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Crosslake council approves expansion of community garden

The community garden in Crosslake is about to expand.

Jon Henke, director of parks, recreation and library, asked the council Monday, May 12, to declare a small cabin near the garden plots as surplus property to accommodate the growing interest in the garden.

“We’d really like to get this moving,” he said. “The garden folks are ready to get in there.”

The garden currently accommodates 44 gardeners, most of the plots being 10 by 20 feet. With 16 gardeners on a waiting list for the community plots, Henke said it’s time to expand.

The city acquired the cabin near the community center when it purchased two adjacent plots of land around 2000. Once used for book storage as part of the city’s annual library sale, Henke noted it no longer serves any purpose for the city.

He said they no longer trust the floor in the cabin to hold the amount of weight hundreds of books represents, and they have since begun using the warming house near the hockey rink as book storage.

Henke offered three options for removal of the building: first, he suggested selling the building on Craigslist with the condition that it be removed from the property in one piece; second, he suggested using the building as a practice burn for the Crosslake Fire Department; and third, the Parks Department could demolish the building.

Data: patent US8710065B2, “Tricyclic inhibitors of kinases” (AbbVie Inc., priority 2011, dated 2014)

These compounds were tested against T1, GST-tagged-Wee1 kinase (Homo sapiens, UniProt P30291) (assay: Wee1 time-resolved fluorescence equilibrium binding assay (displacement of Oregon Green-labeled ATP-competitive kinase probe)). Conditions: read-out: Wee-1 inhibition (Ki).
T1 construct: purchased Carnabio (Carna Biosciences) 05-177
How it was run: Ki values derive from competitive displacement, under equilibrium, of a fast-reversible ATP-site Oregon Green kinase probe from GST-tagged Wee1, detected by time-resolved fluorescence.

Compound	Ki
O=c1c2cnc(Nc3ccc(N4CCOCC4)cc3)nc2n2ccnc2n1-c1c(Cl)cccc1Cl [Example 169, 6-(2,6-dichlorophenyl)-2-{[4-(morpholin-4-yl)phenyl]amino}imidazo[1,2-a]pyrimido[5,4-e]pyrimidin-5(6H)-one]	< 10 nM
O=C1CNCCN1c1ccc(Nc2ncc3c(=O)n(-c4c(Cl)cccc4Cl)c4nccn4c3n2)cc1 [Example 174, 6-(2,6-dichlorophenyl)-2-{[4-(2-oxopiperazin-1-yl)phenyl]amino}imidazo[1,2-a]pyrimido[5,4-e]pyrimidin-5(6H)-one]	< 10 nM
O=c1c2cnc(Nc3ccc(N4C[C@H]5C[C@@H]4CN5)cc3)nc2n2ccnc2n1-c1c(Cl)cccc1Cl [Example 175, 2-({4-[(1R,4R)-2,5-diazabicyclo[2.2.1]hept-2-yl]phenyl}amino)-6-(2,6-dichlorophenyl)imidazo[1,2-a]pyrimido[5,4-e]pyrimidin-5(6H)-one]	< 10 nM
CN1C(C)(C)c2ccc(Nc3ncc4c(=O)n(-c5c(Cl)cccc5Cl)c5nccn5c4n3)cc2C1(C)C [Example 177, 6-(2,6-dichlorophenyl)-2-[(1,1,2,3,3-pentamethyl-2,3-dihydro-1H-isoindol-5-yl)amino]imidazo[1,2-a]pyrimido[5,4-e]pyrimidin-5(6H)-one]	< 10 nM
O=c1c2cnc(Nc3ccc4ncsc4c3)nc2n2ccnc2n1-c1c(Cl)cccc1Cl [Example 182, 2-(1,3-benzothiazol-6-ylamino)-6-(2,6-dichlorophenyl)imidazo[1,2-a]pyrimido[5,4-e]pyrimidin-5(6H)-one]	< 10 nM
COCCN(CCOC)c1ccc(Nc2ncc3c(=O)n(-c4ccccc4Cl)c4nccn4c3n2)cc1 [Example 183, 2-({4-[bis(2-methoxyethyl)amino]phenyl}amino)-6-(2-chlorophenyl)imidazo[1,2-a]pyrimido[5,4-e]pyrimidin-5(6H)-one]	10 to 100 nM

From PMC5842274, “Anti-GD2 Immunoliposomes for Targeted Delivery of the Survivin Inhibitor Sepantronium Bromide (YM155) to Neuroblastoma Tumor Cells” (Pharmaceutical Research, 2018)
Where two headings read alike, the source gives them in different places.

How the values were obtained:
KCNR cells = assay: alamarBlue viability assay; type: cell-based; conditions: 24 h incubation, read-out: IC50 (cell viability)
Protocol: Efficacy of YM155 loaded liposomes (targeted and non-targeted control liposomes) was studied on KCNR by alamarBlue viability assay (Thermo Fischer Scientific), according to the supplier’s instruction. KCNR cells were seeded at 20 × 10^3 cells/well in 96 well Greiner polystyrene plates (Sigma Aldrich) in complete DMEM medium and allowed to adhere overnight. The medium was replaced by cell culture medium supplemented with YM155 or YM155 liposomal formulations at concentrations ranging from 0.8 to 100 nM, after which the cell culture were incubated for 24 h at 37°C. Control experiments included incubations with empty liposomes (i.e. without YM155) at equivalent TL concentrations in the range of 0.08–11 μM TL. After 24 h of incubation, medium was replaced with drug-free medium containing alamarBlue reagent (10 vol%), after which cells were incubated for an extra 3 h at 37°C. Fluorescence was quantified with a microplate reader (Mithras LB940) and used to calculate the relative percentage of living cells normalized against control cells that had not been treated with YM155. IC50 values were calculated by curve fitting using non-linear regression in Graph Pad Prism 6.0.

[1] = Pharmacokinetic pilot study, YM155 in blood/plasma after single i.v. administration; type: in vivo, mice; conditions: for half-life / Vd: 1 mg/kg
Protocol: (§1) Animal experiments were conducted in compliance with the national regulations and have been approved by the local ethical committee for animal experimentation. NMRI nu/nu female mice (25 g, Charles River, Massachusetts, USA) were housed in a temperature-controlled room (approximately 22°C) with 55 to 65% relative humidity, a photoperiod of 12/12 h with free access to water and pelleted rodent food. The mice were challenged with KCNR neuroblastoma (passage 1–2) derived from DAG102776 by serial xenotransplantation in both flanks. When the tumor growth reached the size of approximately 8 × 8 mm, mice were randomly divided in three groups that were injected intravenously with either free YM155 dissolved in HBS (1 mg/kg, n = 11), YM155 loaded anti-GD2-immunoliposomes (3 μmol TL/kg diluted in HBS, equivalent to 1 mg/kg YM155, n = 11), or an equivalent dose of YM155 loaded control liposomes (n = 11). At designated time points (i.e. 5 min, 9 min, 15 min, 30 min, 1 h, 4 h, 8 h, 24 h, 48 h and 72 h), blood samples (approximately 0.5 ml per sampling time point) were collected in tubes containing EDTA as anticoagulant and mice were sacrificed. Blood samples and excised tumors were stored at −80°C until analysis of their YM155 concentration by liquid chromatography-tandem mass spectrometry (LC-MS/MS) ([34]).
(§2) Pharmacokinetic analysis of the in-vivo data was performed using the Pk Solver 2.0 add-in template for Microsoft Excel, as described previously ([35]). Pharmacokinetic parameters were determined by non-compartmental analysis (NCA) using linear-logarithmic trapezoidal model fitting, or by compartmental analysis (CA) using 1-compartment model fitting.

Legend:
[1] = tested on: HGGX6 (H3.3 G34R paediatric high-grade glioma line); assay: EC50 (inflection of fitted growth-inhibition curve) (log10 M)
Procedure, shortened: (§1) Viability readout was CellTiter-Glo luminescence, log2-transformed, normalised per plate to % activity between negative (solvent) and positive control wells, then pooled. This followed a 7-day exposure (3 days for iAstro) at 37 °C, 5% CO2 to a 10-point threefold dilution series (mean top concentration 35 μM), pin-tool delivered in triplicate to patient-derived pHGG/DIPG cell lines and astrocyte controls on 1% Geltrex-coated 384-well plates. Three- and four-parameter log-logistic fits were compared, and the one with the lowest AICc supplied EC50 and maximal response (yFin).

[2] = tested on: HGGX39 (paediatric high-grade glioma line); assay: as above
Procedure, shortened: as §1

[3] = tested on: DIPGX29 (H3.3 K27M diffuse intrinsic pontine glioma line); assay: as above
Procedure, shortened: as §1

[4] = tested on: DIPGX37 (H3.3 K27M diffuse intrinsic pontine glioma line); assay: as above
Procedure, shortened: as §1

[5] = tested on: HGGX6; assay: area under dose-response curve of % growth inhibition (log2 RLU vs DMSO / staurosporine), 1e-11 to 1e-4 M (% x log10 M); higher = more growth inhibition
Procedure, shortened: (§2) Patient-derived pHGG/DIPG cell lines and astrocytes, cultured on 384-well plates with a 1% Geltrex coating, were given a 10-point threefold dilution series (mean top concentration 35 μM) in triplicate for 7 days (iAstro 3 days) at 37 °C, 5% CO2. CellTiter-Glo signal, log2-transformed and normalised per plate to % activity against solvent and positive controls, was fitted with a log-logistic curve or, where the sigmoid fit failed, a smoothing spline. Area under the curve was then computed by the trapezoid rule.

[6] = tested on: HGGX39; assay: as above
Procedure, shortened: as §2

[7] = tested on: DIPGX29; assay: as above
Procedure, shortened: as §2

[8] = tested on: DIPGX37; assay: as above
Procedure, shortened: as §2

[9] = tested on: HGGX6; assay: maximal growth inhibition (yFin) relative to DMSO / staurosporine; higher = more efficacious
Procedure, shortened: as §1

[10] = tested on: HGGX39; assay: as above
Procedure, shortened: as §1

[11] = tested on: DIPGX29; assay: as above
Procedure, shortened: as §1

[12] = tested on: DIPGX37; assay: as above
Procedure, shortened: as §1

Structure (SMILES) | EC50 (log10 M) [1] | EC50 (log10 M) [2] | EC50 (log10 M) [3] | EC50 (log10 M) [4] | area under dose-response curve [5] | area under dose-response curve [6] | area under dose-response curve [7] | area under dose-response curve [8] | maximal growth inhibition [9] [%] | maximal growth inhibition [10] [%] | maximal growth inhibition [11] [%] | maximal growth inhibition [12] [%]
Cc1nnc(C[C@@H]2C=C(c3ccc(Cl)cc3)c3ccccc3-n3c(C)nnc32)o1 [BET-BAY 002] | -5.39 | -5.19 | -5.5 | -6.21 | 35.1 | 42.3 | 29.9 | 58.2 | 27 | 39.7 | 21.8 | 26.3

Henke noted the cheapest and most effective option would be for someone to purchase the building and remove it.

“It costs money to do a demolition. It might cost $2,000-$3,000,” he said. “(By selling it the city could) maybe make a few bucks for some of the rewiring we’d have to do to get the pumps to the garden.”

The council approved declaring the building surplus property, suggesting Henke proceed with selling the building on Craigslist. If this sale were to fail, however, the council gave Henke permission to proceed with exploring the practice burn option and, as a last resort, demolition.

Public safety

Police chief Robert Hartman supplied the April reports of police activity. There were 109 total calls, of which three were property damage crashes and one was a theft. There were 23 alarms, 21 traffic warnings, 16 agency assists, 15 EMS calls, one traffic citation, one missing person, one threat and four welfare checks, among others.

Last April, there were 28 more calls for the month than this year, including 20 additional traffic warnings.

For Mission Township, a total of 37 incidents occurred, including 23 traffic warnings, five agency assists, two alarms, two EMS calls, two traffic citations and one theft.

Fire chief Chip Lohmiller reported a total of 14 incidents in April, all of which were EMS calls. A total of 98 calls have been received so far this year, as compared to 93 total at this point last year.

North Ambulance in Crosslake reported 44 callouts in April, 31 of which occurred during the day. Thirty-one of these calls resulted in transporting patients, 13 from Crosslake, three from Breezy Point, two from Fifty Lakes, one from Mission and one from Timothy Township.